Table of Contents > Interactions & Depletions > Antibiotics Print

Antibiotics



Depletions

Antibiotics/Nutrient Depletion:
  • Beta-caroteneBeta-carotene: According to secondary sources, oral neomycin sulfate may reduce beta-carotene absorption, but short-term use is unlikely to have an effect.
  • BiotinBiotin: According to secondary sources, broad-spectrum antibiotics such as sulfa drugs may alter the normal intestinal bacteria (flora) which make biotin. Although it is not clear if this flora-produced biotin may actually be used by humans, testing of biotin blood or urine levels should be considered in individuals using these drugs chronically. Biotin supplementation may be necessary if a deficiency is found.
  • CalciumCalcium: Based on in vitro evidence, fluoroquinolones and tertacyclines may form complexes with calcium in the gastrointestinal tract that may lead to reduced absorption of both if taken at the same time (http://www.fasebj.org/cgi/content/meeting_abstract/22/1_MeetingAbstracts/1136.23).
  • CarnitineCarnitine: Clinical studies of S-1108 suggest cephalosporin may reduce plasma carnitine levels (1503438, 8517691). Based on human studies, cefditoren pivoxil may reduce carnitine due to an increase in urinary carnitine excretion and a decrease in free carnitine concentration (8254895). Based on a review, pivampicillin may reduce plasma and tissue carnitine content through an ester binding formation of pivalic acid (16752941). Based on human studies, pivampicillin may increase urinary excretion of pivaloylcarnitine through a partially reversible binding formation between carnitine and pivaloyl moiety (9365072, 8079264, 8257960, 1494519). According to a case report, sulfadiazine may induce carnitine deficiency (8328486).
  • CopperCopper: Based on in vitro evidence, ethambutol (Myambutol®) may chelate copper (7257959). Theoretically, copper chelation in the retina may contribute to ethambutol-induced optic neuropathy, but it is unclear whether supplemental copper may prevent this adverse effect.
  • FolateFolate: Based on secondary sources, antibiotic therapy, such as chloramphenicol and cycloserine, may disrupt the normal gastrointestinal (GI) flora, interfering with the absorption of folic acid. Aminosalicylic acid (para-aminosalicylic acid, PAS, Paser®) may reduce dietary folate absorption, worsening the folate deficiency often seen with active tuberculosis, or preventing its reversal during treatment.
  • IronIron: Based on secondary sources, aminosalicylic acid (para-aminosalicylic acid, PAS, Paser®) may cause a malabsorption syndrome, which includes iron and vitamin depletion. Based on a review, tetracycline derivatives may reduce the absorption of iron via chelation (946598).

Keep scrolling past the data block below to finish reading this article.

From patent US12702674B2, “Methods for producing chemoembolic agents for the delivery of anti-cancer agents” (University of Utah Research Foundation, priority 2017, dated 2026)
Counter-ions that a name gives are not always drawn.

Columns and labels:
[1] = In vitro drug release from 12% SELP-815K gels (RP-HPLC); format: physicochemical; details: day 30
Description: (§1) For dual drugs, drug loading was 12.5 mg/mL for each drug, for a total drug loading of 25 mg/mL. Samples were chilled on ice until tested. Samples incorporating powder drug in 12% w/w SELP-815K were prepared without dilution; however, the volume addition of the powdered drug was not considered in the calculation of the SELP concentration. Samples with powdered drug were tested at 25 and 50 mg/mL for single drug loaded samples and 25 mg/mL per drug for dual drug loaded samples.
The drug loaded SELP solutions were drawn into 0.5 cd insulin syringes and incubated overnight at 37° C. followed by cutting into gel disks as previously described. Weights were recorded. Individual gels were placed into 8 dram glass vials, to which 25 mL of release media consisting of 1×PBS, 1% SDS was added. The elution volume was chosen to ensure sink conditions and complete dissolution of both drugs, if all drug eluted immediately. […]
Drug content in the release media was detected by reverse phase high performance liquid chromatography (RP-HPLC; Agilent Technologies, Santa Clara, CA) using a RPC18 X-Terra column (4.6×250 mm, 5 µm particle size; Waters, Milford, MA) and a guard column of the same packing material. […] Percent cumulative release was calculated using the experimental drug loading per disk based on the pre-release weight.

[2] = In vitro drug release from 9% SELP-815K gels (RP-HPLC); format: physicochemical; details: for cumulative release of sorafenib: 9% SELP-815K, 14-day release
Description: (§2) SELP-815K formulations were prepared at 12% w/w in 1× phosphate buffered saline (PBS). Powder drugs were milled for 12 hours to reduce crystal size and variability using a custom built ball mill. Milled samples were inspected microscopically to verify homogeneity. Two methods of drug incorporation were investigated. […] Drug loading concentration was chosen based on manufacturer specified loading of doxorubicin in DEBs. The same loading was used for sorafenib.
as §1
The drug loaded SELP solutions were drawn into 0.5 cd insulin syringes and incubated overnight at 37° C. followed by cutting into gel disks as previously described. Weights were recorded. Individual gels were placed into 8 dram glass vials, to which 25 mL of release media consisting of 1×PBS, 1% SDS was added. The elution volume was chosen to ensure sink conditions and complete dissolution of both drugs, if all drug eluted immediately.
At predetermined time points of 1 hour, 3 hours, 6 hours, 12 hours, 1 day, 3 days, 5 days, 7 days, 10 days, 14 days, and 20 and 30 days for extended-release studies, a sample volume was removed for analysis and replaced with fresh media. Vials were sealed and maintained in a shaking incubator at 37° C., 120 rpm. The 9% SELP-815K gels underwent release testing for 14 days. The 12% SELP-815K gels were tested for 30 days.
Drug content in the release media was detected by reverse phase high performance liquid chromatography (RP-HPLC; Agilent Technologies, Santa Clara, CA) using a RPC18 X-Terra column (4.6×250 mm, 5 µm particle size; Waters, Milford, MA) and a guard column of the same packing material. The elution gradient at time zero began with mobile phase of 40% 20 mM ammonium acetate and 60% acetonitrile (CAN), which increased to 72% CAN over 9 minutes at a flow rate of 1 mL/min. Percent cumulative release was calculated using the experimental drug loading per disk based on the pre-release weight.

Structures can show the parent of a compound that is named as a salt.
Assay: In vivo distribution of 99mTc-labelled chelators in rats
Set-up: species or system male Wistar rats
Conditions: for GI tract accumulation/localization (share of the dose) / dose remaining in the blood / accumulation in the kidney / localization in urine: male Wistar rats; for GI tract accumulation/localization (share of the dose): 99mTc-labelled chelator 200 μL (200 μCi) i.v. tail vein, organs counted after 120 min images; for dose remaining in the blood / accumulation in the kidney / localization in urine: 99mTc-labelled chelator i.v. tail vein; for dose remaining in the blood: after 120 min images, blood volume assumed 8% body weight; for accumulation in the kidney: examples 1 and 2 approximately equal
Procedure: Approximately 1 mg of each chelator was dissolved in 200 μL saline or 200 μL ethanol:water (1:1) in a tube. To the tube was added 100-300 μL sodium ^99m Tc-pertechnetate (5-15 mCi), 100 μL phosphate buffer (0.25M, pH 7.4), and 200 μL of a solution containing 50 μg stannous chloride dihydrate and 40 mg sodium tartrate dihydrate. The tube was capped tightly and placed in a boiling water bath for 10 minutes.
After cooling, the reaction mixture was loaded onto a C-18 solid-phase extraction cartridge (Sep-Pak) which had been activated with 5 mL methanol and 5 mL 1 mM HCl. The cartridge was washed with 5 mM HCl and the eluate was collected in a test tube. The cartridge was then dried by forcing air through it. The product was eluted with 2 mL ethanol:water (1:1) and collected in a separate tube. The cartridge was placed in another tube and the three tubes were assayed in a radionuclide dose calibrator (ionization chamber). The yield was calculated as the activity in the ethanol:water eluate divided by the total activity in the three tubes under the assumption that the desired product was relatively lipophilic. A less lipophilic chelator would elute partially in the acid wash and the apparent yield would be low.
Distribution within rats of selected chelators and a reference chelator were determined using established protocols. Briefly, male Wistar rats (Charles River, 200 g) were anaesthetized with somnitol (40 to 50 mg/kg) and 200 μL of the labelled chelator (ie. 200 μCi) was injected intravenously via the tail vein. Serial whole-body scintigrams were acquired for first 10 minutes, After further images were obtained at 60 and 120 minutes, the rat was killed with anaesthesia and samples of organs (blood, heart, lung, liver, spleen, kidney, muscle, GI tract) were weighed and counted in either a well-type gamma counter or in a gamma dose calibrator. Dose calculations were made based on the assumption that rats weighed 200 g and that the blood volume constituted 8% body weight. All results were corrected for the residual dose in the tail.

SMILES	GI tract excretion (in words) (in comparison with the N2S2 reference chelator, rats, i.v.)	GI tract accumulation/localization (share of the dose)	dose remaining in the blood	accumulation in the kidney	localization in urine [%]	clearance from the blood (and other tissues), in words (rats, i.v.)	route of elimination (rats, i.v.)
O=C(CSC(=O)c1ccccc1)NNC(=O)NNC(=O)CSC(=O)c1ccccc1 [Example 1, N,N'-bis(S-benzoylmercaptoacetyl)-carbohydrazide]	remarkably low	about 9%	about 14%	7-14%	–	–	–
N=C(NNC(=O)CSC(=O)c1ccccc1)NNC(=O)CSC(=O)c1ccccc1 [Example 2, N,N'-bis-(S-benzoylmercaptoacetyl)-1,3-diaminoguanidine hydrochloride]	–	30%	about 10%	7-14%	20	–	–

• MagnesiumMagnesium: According to secondary sources, nephrotoxicity caused by aminoglycosides (e.g., streptomycin and tobramycin) may lead to increased urinary loss of various electrolytes, including magnesium. There is conflicting evidence as to whether administration of oral magnesium salts with oral tetracyclines, quinolones, or other antibiotics may form non-absorbable complexes, resulting in decreased absorption of tetracyclines and quinolones (1969784, 9416381, 201941, 1981000, 2610502, 2610509, 10099040, 1354432, 1510420). According to human study, magnesium may reduce the effectiveness of fluoroquinolone antibiotics via chelation (16355977, 16632447).
  • NiacinNiacin: According to anecdotal evidence, antibiotics may lead to a decreased production of B vitamins through the destruction of normal gastrointestinal flora. Based on a case report, chloramphenicol may induce vitamin B3 deficiency due to a deficiency of nicotinamide or of its precursor tryptophan (9856171).
  • PotassiumPotassium: Based on case reports, potassium may be decreased due to reversible tubular damage in the kidney after prolonged aminoglycoside administration (12571406, 11005366, 9438655). Based on a review, aminoglycosides may affect toxic effects in the proximal tubule and collecting duct, which may lead to hypokalemia (19322184). According to case reports, high-dose intravenous ampicillin sodium may cause hypokalemic metabolic alkalosis (326044, 7687, 6529648, 4110324). Based on human study, broad spectrum penicillins such as piperacillin may reduce serum potassium (11967611). According to secondary sources, tetracyclines and their derivatives may decrease potassium level due to increased renal excretion.
  • ProbioticsProbiotics: Based on human study, antibiotics taken internally may destroy beneficial bacteria that normally assist in digestive and immune functions (452770).
  • Vitamin A/retinolVitamin A/retinol: Neomycin may interfere with the absorption of vitamin A (5020271), although the clinical significance of this interaction is currently unclear.